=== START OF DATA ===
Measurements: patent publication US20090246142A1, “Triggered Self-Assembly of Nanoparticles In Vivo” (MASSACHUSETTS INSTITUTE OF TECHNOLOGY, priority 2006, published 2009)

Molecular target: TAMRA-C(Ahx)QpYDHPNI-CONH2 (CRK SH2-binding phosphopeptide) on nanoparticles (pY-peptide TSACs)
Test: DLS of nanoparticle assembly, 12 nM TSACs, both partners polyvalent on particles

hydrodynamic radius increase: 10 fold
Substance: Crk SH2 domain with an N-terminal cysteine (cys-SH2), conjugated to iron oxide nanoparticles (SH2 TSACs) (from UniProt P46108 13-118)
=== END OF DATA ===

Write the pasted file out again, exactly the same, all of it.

Measurements: patent publication US20090246142A1, “Triggered Self-Assembly of Nanoparticles In Vivo” (MASSACHUSETTS INSTITUTE OF TECHNOLOGY, priority 2006, published 2009)

Molecular target: TAMRA-C(Ahx)QpYDHPNI-CONH2 (CRK SH2-binding phosphopeptide) on nanoparticles (pY-peptide TSACs)
Test: DLS of nanoparticle assembly, 12 nM TSACs, both partners polyvalent on particles

hydrodynamic radius increase: 10 fold
Substance: Crk SH2 domain with an N-terminal cysteine (cys-SH2), conjugated to iron oxide nanoparticles (SH2 TSACs) (from UniProt P46108 13-118)